Letter to the Clintons on the Minimum Wage

Dear Mr. and Mrs. Clinton:

Think back to 1968. Did you expect that there would be thirty million American workers making less in 2013, inflation adjusted, then workers made in 1968?

Would you have thought that this decline in real income would occur when in the intervening years, you, William Jefferson Clinton, were a two-term President of the United States, and you, Hillary Rodham Clinton, were a front runner in the Presidential campaign of 2008? Both of you could have made a living wage into a front burner issue. All this in a period when executive compensation of the bosses of major U.S. corporations has gone through the roof – beyond the dreams of their avarice.

Imagine one million Walmart workers make less today than Walmart workers made in 1968, inflation adjusted. They can start at $7.25 an hour now, while the adjusted 1968 minimum wage would be now at $10.60! The CEO of Walmart, Mike Duke, is making eleven thousand dollars an hour plus benefits. Even though worker productivity has doubled since the sixties, Mr. Duke and other corporate CEOs have resisted raising the minimum wage.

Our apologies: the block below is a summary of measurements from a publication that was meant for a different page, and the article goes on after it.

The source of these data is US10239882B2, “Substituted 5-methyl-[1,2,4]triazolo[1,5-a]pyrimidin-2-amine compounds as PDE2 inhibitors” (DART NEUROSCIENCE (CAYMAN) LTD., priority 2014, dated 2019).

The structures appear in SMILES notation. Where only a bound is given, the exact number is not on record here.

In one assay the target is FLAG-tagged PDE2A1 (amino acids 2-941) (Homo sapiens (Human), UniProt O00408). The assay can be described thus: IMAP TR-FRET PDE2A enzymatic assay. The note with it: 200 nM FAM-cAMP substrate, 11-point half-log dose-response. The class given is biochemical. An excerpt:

I am writing to ask that you support the Rep. Alan Grayson’s bill (H.R. 1346) which provides for a $10.50 minimum wage to catch up with 1968 and allow thirty million workers to afford more of life’s necessities for themselves and their children. Your personal, not institutional, support for a $10.50 federal minimum wage will galvanize more media to cover this subject in human interest contexts around the country and will encourage the Democrats in Congress and the White House to give this long-overdue equity a higher, urgent priority. Low-wage workers expect and deserve action in Congress and the White House. The time for just talking about raising the minimum wage is long past.

For more details please visit our website timeforaraise.org. Many groups support an inflation adjusted minimum wage, and many citizens are mobilizing to demand that each member of Congress have a town meeting during August Congressional recess on raising the minimum wage to catch up with 1968, inflation adjusted.

Unfortunately, Senator Ted Kennedy is not in the Senate to take up the mantle of leadership, as he had so often, on the minimum wage. When the history of this phase of lifting the minimum wage is written, what the Clintons did or did not do will be of interest to the base of the Democratic Party and the broader public.
Thank you for the courtesy of a response.

Best wishes,

Ralph Nader

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